Book review: “The Man who solved the Market” – Greg Zuckerman
This is another book that I have been waiting for to read for some time. Jim Simons is maybe not a household name in investing, but his Renaissance Technology fund (Rentech) has clearly on of the best track record of any investment vehicle in recorded history. However, other than some other famous investors, Rentech was (and still is) so secretive that hardly anyone had a clue how he/they did it.
Plus, I have read already two other books of the author, among them “The Frackers“, a book about the fracking boom that I liked a lot.
This book sheds some light of what contributed to Rentech’s success but (Spoiler Alert) doesn’t really explain how it was possible to create 66% p.a. return (before fees) over a 30 year (!!) time period. However one caveat: This is not a compounded rate of return. Rentech always limited reinvestment and since 2009 the fund size is held constant at 10 bn USD.
Jim Simons started out as a mathematician that quickly acquired fame due to his mathematical talent. After some work as a “code breaker” in a government agency, he built up a world class math department as a professor at the University Stony Brook on the East Coast. However after some time, Simons got bored and started “playing” the markets. In 1978 he finally left the university and started his own fund at the age of 40.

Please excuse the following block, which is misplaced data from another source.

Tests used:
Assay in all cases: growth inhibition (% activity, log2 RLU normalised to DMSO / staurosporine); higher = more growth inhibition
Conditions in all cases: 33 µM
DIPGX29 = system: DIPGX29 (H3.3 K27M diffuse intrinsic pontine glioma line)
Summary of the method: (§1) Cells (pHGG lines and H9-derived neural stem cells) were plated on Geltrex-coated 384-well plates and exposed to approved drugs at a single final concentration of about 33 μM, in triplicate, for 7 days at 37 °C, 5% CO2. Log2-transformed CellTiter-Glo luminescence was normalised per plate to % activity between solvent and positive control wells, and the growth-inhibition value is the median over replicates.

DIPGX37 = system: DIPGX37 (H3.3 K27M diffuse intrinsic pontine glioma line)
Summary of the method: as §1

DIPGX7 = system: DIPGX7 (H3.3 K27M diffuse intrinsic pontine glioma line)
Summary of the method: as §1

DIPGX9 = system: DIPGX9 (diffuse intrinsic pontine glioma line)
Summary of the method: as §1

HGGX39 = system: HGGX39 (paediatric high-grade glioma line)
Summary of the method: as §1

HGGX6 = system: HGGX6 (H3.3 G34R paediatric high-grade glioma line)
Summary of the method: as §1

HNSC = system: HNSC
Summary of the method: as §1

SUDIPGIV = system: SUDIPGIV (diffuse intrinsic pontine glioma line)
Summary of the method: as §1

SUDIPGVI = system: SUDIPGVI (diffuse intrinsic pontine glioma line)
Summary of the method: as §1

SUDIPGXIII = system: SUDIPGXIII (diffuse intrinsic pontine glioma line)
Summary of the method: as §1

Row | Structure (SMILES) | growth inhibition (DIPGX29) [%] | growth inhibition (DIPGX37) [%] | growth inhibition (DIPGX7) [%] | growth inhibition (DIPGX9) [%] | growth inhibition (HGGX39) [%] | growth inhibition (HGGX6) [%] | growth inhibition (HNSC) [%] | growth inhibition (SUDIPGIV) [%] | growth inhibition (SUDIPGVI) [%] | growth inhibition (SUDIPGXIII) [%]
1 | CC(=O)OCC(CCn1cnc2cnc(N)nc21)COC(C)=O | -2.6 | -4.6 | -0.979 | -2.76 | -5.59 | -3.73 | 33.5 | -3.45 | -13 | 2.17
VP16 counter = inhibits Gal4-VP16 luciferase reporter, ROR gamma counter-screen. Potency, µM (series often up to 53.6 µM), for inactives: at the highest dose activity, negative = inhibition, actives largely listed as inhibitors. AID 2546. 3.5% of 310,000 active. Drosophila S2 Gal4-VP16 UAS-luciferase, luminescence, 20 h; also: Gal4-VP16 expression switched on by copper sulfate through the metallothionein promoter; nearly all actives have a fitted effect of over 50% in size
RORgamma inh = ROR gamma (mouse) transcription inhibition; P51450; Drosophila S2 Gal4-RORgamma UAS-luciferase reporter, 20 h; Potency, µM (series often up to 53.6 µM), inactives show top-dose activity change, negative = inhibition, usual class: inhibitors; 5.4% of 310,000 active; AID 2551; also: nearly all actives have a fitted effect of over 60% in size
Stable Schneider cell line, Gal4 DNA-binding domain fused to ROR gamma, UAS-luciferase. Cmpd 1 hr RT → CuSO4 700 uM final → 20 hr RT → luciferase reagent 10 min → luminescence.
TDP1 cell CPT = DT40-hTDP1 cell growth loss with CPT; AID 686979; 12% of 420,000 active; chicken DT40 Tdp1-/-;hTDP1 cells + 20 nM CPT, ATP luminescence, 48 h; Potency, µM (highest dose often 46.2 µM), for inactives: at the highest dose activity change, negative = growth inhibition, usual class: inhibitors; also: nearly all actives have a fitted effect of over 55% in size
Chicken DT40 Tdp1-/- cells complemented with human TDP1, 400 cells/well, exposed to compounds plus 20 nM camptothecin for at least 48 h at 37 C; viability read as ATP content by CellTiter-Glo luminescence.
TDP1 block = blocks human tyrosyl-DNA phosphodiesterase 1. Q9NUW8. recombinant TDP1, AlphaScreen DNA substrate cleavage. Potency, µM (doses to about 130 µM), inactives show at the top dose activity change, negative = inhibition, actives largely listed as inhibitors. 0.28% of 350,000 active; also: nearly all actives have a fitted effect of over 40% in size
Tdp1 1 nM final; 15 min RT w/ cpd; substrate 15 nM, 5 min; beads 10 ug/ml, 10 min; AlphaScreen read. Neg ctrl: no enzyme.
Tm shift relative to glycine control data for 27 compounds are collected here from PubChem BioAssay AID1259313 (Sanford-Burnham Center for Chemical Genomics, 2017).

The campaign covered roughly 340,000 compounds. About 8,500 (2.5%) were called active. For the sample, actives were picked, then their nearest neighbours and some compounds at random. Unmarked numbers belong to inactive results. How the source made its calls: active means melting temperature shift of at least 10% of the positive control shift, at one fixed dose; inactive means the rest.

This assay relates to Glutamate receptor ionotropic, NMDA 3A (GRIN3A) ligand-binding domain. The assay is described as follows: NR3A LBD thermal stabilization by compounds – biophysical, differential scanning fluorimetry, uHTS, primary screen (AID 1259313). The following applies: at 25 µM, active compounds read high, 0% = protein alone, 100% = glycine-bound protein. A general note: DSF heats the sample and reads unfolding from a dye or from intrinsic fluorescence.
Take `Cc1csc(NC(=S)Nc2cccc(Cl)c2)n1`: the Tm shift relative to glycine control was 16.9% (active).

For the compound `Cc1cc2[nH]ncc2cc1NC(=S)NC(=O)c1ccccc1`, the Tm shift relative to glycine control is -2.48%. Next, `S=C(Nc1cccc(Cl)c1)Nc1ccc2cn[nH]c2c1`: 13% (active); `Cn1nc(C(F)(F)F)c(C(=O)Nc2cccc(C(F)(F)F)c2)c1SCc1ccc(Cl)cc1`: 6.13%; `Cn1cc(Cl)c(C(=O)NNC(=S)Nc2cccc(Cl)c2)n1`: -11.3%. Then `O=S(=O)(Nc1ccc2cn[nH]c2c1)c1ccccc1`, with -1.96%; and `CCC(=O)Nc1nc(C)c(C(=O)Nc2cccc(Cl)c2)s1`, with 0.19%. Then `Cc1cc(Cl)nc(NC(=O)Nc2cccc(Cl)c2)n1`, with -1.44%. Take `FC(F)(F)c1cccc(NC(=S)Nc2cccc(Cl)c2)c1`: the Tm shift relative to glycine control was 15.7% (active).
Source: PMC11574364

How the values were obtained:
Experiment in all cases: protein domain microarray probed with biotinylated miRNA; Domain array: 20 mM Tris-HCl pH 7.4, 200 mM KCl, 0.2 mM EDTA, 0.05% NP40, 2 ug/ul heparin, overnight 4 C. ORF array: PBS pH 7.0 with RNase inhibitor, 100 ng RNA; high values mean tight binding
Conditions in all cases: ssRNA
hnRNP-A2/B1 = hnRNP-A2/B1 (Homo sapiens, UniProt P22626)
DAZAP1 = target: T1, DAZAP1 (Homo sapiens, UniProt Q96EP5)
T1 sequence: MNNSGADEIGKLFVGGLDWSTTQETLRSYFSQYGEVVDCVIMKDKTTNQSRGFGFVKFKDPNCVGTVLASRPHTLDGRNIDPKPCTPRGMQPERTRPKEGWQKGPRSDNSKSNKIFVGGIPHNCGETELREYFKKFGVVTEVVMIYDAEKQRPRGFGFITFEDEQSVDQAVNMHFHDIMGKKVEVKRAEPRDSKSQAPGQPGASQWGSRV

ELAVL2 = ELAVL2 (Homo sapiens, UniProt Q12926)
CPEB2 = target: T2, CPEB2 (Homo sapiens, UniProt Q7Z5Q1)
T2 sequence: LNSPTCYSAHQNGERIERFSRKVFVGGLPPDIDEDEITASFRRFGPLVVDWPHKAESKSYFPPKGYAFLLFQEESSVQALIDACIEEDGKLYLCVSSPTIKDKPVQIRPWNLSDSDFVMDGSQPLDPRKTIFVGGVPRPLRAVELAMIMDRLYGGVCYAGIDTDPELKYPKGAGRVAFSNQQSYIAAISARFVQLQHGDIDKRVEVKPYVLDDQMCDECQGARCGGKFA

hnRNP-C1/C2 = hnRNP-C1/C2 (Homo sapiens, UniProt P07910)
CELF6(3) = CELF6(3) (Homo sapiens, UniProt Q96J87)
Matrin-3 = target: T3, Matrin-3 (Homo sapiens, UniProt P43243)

Interestingly in the beginning, although he started to use some statistical models, he still “played” especially the futures markets. At first he teamed up with another mathematician called Lenny Baum and they started doing some relatively simple trend investments in currencies. These approaches didn’t work that well. They improved their methods but always had setbacks such as involuntarily cornering the potato futures market, and in the early 80s Simons actually started to do some early stage technology investing within the fund. However with other mathematician coming in, especially a guy called Sandor Strauss, Rentech began more earnestly to systematically collect huge amounts of data and to rely much more on quantitative models. But only in the late 80s, the fund finally morphed into a fully fledged quant fund and they started to create a more comprehensive model, with the final move then into equities which allowed a much bigger fund volume.
Another big push forward came when they hired two members of IBM’s speech recognition group (Mercer and Brown) which seem to have moved Rentech even one more level up, mostly with their programming skills and Machine Learning capabilities.
My personal interpretation on what made RenTech so successful is as follows:
- Simons was clearly not the lone genius, but much more like a coach who created a culture of very collaborative idea sharing and was able to assemble ultra high class talent
- The idea of using exclusively scientists with no economic background allowed them to quickly move to pure quantitative methods without the need for any economic explanations and throw traditional knowledge over board